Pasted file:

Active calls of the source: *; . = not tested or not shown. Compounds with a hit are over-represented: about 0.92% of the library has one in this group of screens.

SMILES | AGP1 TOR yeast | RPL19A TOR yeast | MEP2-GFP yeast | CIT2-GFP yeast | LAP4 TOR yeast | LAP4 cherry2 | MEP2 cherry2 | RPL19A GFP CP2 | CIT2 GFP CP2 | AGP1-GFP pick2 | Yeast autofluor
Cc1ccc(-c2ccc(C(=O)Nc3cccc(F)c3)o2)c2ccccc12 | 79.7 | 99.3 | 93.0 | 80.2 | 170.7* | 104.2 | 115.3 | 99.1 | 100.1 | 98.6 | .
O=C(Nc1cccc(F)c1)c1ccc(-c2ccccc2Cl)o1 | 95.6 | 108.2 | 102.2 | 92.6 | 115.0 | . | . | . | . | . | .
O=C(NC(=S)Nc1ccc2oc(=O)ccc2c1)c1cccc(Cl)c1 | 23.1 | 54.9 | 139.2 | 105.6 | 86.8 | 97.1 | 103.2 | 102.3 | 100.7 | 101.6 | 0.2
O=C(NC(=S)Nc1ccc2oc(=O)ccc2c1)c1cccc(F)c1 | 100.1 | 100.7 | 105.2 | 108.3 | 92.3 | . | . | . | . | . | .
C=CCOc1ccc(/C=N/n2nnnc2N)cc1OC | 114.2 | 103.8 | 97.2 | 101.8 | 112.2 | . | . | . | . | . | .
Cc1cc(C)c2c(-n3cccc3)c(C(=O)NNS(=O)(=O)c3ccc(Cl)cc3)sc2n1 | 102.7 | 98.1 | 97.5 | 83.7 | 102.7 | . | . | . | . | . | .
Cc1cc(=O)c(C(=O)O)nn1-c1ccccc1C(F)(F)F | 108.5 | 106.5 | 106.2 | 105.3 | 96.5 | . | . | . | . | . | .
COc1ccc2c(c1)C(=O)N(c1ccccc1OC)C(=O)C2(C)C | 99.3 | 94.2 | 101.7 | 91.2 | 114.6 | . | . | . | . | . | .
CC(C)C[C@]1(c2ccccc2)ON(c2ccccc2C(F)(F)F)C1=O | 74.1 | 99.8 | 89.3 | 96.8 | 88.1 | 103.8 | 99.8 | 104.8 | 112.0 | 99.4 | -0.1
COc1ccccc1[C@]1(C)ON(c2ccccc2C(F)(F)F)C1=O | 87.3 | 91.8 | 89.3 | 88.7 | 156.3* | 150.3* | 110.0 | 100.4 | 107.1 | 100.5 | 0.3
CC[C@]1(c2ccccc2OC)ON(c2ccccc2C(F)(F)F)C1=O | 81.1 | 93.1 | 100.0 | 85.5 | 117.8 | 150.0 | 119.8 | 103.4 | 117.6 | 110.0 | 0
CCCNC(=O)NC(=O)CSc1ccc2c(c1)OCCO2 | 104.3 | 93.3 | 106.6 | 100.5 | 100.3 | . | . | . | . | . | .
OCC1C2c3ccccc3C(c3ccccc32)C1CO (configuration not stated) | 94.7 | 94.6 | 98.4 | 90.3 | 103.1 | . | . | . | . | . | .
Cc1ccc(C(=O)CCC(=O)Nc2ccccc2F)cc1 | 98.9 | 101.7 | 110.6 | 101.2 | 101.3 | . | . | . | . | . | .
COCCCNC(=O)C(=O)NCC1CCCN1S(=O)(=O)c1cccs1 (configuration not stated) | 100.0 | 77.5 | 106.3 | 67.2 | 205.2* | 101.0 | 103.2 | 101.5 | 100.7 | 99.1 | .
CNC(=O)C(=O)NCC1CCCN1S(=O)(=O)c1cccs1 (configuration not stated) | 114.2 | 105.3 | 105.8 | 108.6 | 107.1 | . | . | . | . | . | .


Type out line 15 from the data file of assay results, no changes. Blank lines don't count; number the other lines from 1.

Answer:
OCC1C2c3ccccc3C(c3ccccc32)C1CO (configuration not stated) | 94.7 | 94.6 | 98.4 | 90.3 | 103.1 | . | . | . | . | . | .